Unlike the Pharisees, who initiated the last confrontation with Jesus, the Sadducees do not believe in a life after death, since they think it is not taught in the Torah (the five books of Moses), which is the only Scripture they accept as authoritative. They see this as an area where Jesus’ teaching can be made to look ridiculous. Thus their ‘question’, based on the levirate law of Deut. 25:5–6, is not a serious enquiry but an attempt to poke fun at the idea of resurrection. It does, however, raise a real pastoral issue for those who have been married more than once. Jesus’ reply is two-fold. On the specific issue raised, he points out (v30) that resurrection life is not a mere continuation of life on earth. On the more fundamental question of resurrection itself, Jesus finds a basis for this belief even in the Sadducees’ own Scriptures, the Torah (vv31–32). For God to describe himself in relation to the patriarchs who died long before (Ex. 3:6) implies that there is a continuing relationship. God’s covenant with his people is not frustrated by death.

Concerning law (22:34-40) 

34 Hearing that Jesus had silenced the Sadducees, the Pharisees got together. 35 One of them, an expert in the law, tested him with this question: 36 "Teacher, which is the greatest commandment in the Law?" 37 Jesus replied: "'Love the Lord your God with all your heart and with all your soul and with all your mind.' 38 This is the first and greatest commandment. 39 And the second is like it: 'Love your neighbor as yourself.' 40 All the Law and the Prophets hang on these two commandments."

Not to be outdone, the Pharisees try again to entrap Jesus, exposing him as the Law-breaker they imagine him to be. But once again, Jesus turns the table and traps them. It was common at that time for rabbis to quote Deut 6:5 and Lev 19:18 in discussing ethics. Jesus follows suit, but adds something new by putting these two verses together and noting that the love to which they speak is the essence of the Torah. The implication is that they, not he, are the law breakers, for they completely overlook the love that Jesus has come to embody and thus reveal. 

Concerning Messiah’s identity (22:41-46) 

41 While the Pharisees were gathered together, Jesus asked them, 42 "What do you think about the Christ? Whose son is he?" "The son of David," they replied. 43 He said to them, "How is it then that David, speaking by the Spirit, calls him 'Lord'? For he says, 44 "'The Lord said to my Lord: "Sit at my right hand until I put your enemies under your feet." ' 45 If then David calls him 'Lord,' how can he be his son?" 46 No one could say a word in reply, and from that day on no one dared to ask him any more questions.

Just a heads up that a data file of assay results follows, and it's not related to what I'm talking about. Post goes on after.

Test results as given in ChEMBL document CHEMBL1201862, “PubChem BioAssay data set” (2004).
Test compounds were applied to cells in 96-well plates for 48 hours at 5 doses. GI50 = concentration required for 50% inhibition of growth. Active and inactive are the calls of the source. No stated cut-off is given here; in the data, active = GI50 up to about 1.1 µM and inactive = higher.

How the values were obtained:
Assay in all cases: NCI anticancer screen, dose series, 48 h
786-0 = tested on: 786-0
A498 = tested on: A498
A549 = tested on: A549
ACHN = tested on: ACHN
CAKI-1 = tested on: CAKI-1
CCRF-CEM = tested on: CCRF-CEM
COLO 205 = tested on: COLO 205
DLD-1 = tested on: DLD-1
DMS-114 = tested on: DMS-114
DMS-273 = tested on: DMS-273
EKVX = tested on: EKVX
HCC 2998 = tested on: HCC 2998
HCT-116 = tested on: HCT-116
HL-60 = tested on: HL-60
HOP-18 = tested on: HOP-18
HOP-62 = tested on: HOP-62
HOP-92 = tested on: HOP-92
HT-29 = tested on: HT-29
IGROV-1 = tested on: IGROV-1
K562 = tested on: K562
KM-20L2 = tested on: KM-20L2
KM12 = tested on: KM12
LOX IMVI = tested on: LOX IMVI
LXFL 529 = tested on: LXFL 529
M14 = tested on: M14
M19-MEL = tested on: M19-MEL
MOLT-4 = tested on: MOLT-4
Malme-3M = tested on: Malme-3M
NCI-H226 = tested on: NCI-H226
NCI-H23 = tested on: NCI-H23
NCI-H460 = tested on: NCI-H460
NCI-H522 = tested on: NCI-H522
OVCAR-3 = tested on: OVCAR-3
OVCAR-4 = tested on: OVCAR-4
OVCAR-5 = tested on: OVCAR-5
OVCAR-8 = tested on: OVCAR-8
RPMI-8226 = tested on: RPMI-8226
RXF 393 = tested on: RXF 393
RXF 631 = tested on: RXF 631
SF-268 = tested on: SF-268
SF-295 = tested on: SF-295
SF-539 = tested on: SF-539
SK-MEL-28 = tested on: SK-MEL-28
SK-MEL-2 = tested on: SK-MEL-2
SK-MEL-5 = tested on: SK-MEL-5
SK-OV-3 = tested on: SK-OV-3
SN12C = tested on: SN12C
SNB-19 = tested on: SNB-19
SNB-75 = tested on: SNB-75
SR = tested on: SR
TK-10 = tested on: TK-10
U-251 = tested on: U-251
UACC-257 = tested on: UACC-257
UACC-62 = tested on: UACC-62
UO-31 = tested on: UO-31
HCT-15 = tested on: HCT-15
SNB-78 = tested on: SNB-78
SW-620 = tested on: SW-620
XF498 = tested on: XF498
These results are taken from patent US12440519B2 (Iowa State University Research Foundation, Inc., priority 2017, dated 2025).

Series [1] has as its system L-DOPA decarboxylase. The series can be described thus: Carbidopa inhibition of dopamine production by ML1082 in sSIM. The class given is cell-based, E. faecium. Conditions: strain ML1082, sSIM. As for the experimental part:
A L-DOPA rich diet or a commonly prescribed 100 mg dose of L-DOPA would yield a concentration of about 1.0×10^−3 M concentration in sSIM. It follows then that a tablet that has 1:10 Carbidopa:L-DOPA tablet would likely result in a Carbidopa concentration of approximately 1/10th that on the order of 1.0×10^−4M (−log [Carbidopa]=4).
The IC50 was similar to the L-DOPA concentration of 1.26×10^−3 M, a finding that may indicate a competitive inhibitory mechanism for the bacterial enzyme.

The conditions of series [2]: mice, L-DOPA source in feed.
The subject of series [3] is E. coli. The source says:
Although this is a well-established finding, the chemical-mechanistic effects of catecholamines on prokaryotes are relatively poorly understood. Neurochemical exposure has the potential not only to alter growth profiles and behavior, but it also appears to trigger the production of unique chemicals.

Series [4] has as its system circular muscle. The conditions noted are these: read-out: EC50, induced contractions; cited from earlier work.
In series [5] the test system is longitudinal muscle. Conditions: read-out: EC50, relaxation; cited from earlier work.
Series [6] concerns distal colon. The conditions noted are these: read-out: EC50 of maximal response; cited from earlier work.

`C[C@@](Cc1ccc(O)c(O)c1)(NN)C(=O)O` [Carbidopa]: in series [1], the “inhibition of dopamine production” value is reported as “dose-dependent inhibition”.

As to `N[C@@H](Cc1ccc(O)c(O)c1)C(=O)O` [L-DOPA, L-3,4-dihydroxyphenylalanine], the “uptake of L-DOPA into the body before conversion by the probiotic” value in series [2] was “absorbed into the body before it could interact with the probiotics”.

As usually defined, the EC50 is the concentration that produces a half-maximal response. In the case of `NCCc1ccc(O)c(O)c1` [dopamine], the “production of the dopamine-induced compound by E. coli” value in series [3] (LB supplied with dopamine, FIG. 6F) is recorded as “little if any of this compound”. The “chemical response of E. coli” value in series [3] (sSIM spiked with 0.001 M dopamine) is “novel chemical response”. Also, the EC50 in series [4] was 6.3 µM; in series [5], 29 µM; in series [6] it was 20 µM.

Jesus now goes on the offensive and questions the Pharisees. On the surface, his question sounds like an academic one: Is Son of David a proper title for the Messiah (the Christ)? Jesus has repeatedly been hailed in public with this title (see Matt. 21:9, 15–16). Thus, it is Jesus’ own status that is at issue here. Son of David is a traditional Messianic title at this time, and one which not only occurs frequently in Matthew’s narrative but forms the basis of the presentation of Jesus as the Messiah in chapter 1. 

Jesus is not trying to undermine the idea that the Messiah is a human descended from David, but he is showing from David’s own testimony (Psa 110:1) that the Messiah is both human and divine. This text is used again in 26:64 to claim for Jesus a superhuman authority. Thus Jesus is warning the Pharisees against judging his mission in traditional terms. Far from being enthroned in Jerusalem as a king like David, he will soon be rejected by his people. But even then, on the cross, he will be recognized at last not as merely a son of David (the title does not occur again), but also as the ‘Son of God’ (Matt. 27:54). Jesus is revealing himself to be both human and divine. In this revelation there is a very stern warning against those who would reject him. The theological complexities of this discussion are more than the Pharisees can handle, and no one…dared answer his question or debate points of practice or theology with him. All his opponents have now been silenced, including the chief priests and elders (Matt. 21:23-27), the Pharisees and the Herodians together (vv15-22), the Sadducees (vv23-33), and the Pharisees (vv34-36).

Confronting the Jewish religious establishment (23:1-39)

Up to this point, Jesus’ warnings to the Jewish religious leaders have been rather indirect. But now he targets them head on, accusing them as blind guides and blind fools. And yet, his passionate diatribe concludes with great pity for these deceived people. Once again, God’s judgment is shown to be grace-based.

Warning (23:1-12)